Can I Drink in Moderation After Treatment for an Alcohol Disorder? 

Most treatment facilities center around abstinence when it comes to alcohol use. For many years, the primary approach to managing alcohol use disorders (AUD) is giving up alcohol. Furthermore, abstinence is the backbone for support groups such as AA and SMART recovery. However, in more recent years, moderate drinking has been examined and experimented with by researchers and those managing recovery alike. There are even programs that now center around learning how to drink in moderation. With these recent studies, there is a lot of confusion and somewhat oversimplified opinions on whether this is a viable approach for those with a substance use disorder. Let’s take a look into moderate drinking, whether it is something for you to consider or if abstinence is still the best approach.

What is Moderation?

When it comes to alcohol use, moderation is the idea that you can limit and control your drinking. Moderate drinking means that instead of practicing abstinence with your AUD, you closely monitor, record, and report your drinking. Additionally, moderation shows some success for those who have not yet developed a dependency on alcohol. Therefore, if you are diagnosed with an AUD, abstinence is likely the best approach. However, for a problem drinker who does not experience withdrawal, moderate drinking might help to curb the habit and possibly prevent dependency. It is essential to recognize the term “possibly prevent” because there is always the risk of developing dependence when you continue to use.

Moderation Management

Moderation Management (MM) offers an alternative approach to the more popular alcohol-related programs such as AA that promote abstinence. MM acknowledges that alcohol use causes problems and can be addictive but does not require members to admit powerlessness over alcohol. Instead, MM works to empower members to manage drinking in moderation; however, this is for individuals who don’t identify as having an addiction. This form of management uses something called the steps of change. Steps of change help address how alcohol has influenced their lives and learn how to control and manage triggers related to drinking. In doing this, those who seek this treatment can take an honest look at the influence of alcohol in their life and determine whether they should reduce their drinking or give it up entirely.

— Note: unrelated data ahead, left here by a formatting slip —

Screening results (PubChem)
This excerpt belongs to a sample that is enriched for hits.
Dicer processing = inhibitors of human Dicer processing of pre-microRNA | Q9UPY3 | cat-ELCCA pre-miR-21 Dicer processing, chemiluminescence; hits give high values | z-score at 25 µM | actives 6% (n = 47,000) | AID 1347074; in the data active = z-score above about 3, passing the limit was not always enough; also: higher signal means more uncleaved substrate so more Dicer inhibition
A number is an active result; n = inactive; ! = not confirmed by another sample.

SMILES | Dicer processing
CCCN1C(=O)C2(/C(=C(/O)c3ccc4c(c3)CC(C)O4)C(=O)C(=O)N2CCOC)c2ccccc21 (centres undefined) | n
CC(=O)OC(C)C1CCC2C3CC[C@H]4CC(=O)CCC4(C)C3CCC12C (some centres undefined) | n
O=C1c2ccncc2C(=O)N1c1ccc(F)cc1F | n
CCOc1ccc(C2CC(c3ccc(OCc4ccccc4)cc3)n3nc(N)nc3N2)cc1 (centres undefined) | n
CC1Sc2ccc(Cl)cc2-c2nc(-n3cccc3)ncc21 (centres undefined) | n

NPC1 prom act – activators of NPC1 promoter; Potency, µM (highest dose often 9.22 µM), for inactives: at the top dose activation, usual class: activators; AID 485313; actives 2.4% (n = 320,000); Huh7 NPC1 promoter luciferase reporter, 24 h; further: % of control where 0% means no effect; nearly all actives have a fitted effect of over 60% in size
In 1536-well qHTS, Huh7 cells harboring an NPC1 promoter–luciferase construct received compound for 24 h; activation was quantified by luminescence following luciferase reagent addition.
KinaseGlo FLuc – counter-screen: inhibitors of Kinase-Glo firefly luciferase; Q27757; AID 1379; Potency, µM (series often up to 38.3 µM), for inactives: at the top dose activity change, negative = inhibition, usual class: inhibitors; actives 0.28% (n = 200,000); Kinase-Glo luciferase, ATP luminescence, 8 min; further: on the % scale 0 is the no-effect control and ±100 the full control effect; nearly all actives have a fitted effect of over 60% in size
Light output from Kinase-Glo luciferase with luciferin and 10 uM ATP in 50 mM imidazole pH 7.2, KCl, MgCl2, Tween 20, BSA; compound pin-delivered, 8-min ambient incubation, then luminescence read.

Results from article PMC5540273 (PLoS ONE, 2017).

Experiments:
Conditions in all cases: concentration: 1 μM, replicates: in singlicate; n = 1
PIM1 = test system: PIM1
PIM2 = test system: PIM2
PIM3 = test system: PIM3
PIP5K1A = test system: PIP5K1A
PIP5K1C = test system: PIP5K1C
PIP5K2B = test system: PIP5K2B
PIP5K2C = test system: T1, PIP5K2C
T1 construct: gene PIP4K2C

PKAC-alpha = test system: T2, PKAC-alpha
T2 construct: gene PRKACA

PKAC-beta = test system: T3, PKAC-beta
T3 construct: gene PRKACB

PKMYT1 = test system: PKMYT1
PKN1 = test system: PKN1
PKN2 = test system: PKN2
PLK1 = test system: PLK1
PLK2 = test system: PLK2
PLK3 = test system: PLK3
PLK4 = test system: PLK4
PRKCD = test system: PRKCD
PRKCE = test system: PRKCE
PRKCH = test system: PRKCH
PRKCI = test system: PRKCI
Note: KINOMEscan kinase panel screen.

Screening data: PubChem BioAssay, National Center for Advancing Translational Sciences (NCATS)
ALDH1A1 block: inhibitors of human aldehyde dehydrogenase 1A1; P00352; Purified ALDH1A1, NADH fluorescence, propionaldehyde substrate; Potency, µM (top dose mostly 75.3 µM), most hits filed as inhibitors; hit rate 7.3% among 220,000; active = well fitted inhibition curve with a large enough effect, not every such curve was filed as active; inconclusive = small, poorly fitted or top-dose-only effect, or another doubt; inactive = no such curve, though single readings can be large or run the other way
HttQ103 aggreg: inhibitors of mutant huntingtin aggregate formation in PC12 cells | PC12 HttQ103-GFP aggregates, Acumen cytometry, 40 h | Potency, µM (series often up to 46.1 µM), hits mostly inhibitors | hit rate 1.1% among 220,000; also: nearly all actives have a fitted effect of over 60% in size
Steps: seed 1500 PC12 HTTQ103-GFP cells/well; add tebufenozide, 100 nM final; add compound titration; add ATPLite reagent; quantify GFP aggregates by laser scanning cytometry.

There are rules for this treatment in that both men and women are not allowed to have more than a certain amount of drinks per week. Additionally, when committing to MM, a person is required to go 30 days without drinking. Such a duration helps measure the severity of your alcohol use, including if you experience withdrawals and the things that trigger you to use. After 30 days, a person can then decide if they can introduce alcohol back into their life.

Does Moderation Work?

While some research is encouraging in showing MM and success rates, not everyone who attempts to drink moderately will succeed. MM programs are most successful for individuals who are not dependent on alcohol. If you have a more severe form of alcohol use, you should seek help beyond just a moderation program. Additionally, studies have shown that heavy drinkers who participated in MM were able to reduce the amount they drink over 12 months. Those who used MM combined with moderate drinking were also able to reduce consumption more than those who only used the MM program.

Is Moderate Drinking Right for Me?

In short, the answer to that is, “it’s complex.” How you overcome or regulate drinking depends on the severity of your dependency and the kind of individual you are when managing triggers with willpower and practices. Therefore, knowing yourself is a big key in the decision-making process. Further, being physically dependent on alcohol will make it that much harder to control your drinking.

Success in Recovery

Successful treatment relies on an array of different treatments and therapies that speak to your individual needs. It also takes being honest about who you and how you prioritize your life concerning your AUD. If you understand that drinking is not an option, then it is not an option. The best approach is always choosing abstinence to avoid slipping back into dependency or developing dependency.

Programs such as SMART recovery promote abstinence, and it also incorporates a progressive and scientific approach that views relapse or “slip-ups” differently than the more traditional AA or 12-step programs. Like steps of change, SMART also recognizes that you are not “powerless” but instead empowered to overcome your drinking. Such therapies coupled with attending AA or 12-step meetings create the foundations for a lasting and abstinent recovery. Also, understand that drinking is not an option if you have already been diagnosed with an AUD.

While Choice House supports abstinence, we also support individuals with a drinking problem becoming motivated in any way they can to get help and manage their alcohol use. If you are currently struggling to overcome your alcohol use and are wondering where to go from here, then it is time to seek help. Choice House, located at the foothills of the Rocky Mountains, offers a remarkable space for men to come and reconnect with themselves and their surroundings to understand their alcohol use better. We know the difficulty of overcoming substance use. Therefore, we offer conventional and alternative approaches that help you overcome dependency and show you that there is more to life than the substance. If you want to learn how to be free of your substance use and refill your life with meaningful outlets that sustain lasting recovery, then Choice House is the place for you. Find out more, call us today at (720) 577-4422.

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